Some trees can be curiosities, producing fruit that is unusual enough to draw attention. A number of trees produce large, green, round fruits that may be attractive or just strange and attention-grabbing. For those who have trees like these located in their landscapes, these fruits may be a mixed blessing. While providing a pleasant shady environment, these trees may litter the yard with dropped fruit.
Osage Orange Trees
The Osage orange (Maclura pomifera), hardy in U.S. Department of Agriculture plant hardiness zones 4 through 9, isn't actually an orange, but the fruit resembles oranges in size and skin texture. The trees are large and can reach 60 feet with great age. It isn't a friendly tree, because it not only produces thorns but female trees bear heavy, 3- to 5-inch-wide fruits that litter landscapes and are difficult to clean up. The milky sap can sometimes cause allergic reactions on the skin. However, the fruits are interesting and are sometimes used as temporary decorations in fruit bowl displays.
Both English (Juglans regia) and black walnuts (Juglans nigra), hardy in USDA zones 5 through 9, produce heavy green round-to-oval fruits. Most people don't choose walnuts as a landscape tree, but they are occasionally found as remnants of orchards or as chance seedlings that grew untended. Although walnuts are very large trees and produce great shade, the green fruits are messy, difficult to clean up and often stain cement, hands or other items. Other plants don't grow well under walnuts due to chemicals emitted by the roots and litter.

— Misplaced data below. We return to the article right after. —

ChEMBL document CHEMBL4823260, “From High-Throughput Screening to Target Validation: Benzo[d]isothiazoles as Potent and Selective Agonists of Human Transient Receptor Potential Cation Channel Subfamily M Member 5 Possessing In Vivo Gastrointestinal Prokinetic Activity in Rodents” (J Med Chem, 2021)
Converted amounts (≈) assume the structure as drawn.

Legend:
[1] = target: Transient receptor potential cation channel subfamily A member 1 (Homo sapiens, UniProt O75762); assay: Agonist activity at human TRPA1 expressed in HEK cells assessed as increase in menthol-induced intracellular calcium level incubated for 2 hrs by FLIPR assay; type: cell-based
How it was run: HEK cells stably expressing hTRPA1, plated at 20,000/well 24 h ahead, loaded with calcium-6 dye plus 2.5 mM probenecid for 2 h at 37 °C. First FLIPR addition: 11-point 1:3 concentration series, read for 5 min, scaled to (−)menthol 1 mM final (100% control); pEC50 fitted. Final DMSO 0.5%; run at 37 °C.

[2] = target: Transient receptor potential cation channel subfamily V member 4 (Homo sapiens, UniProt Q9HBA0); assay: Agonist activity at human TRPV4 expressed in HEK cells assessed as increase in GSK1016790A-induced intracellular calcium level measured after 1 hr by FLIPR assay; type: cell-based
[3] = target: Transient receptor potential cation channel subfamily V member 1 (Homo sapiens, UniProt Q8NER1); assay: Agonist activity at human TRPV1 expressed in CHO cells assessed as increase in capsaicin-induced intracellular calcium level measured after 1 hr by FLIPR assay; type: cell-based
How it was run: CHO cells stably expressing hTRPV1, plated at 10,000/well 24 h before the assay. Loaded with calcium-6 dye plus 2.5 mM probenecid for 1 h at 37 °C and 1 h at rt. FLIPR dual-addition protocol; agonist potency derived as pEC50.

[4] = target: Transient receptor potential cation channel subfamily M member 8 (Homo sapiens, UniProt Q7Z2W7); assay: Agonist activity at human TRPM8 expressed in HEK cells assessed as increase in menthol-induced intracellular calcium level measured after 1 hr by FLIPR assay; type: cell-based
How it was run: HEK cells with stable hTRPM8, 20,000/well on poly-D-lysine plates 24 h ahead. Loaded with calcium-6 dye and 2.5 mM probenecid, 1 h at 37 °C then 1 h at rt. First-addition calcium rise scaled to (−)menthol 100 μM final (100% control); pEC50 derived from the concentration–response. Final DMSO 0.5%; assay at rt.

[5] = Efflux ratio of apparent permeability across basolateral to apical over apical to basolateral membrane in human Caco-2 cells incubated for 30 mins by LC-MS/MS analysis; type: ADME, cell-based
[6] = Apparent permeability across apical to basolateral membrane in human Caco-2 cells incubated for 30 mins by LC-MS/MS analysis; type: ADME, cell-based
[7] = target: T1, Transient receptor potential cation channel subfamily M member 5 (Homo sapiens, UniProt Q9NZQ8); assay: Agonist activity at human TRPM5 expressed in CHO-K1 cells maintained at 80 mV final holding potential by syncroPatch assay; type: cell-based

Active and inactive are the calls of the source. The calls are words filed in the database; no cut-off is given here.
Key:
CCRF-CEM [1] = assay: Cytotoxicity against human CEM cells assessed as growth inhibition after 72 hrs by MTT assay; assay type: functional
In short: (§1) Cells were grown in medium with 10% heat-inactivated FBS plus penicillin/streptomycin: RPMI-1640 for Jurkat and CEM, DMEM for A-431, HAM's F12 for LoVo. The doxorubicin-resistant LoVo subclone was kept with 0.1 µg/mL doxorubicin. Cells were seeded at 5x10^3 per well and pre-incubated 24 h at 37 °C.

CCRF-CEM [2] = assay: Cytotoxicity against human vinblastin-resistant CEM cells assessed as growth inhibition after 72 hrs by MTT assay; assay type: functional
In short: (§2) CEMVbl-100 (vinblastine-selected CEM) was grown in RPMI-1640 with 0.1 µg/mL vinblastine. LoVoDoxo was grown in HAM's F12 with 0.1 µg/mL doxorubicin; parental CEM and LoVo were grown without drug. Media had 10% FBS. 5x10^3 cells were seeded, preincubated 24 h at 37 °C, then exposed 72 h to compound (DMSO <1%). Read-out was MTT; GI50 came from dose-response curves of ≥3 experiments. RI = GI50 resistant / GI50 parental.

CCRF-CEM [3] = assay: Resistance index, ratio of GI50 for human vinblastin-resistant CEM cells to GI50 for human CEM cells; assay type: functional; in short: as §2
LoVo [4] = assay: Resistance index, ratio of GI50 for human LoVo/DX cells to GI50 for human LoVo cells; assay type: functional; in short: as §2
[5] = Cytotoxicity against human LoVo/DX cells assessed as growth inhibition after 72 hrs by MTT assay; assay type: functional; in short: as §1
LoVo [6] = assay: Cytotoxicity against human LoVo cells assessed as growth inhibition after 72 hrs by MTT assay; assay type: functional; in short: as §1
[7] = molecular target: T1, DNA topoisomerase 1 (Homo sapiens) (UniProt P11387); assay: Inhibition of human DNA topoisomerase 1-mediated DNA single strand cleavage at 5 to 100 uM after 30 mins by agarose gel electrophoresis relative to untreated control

London Plane and American Sycamore Trees
London plane (Platanus x acerifolia), hardy in USDA zones 3 through 10, and American sycamore (Platanus occidentalis), hardy in USDA zones 4 through 9, are from the same genus and therefore bear similar fruits and habits. They are popular, large shade trees with maple-like leaves. Each bears spiky green fruits that age to brown when mature. These ball-shaped fruits are about 1 inch across and break apart when mature, dispersing silky seeds.
Chestnuts are large trees that are used ornamentally or for food production. Each produces spiky green fruits that crack open to reveal shiny nuts about 2 inches across. However similar they may seem, the fruit from the horse chestnut (Aesculus hippocastanum), hardy in USDA zones 3 through 8, is not edible, while the edible chestnut (Castanea spp.), hardy in USDA zones 3 through 11, is considered a delicious treat. The edible chestnuts have green husks covered in spiny, needle-like protrusions, while the inedible chestnuts bear husks with sharp, warty protrusions that do not cover the entire surface of the husk. Chestnut trees make great shade trees and produce pretty flowers but can be a hazard due to the potential for being struck by or stepping on the spiky fruits.
- Missouri Botanical Garden: Maclura Pomifera
- Pollen Library: Osage-Orange (Maclura)
- Forest Service Department of Agriculture: Juglans Nigra
- University of Idaho: Carpathian Walnut
- Landscape Architecture Blog: Plant of the Week: Platanus x Acerifolia
- Forest Service Department of Agriculture: Platanus Occidentalis
- Washington State University: Chestnuts vs. Horse Chestnuts
- Landscape Architecture Blog: Plant of the Week: Castanea sativa
- Chestnutz: Chestnuts Worldwide and in New Zealand
- Photo Credit Michael Blann/Photodisc/Getty Images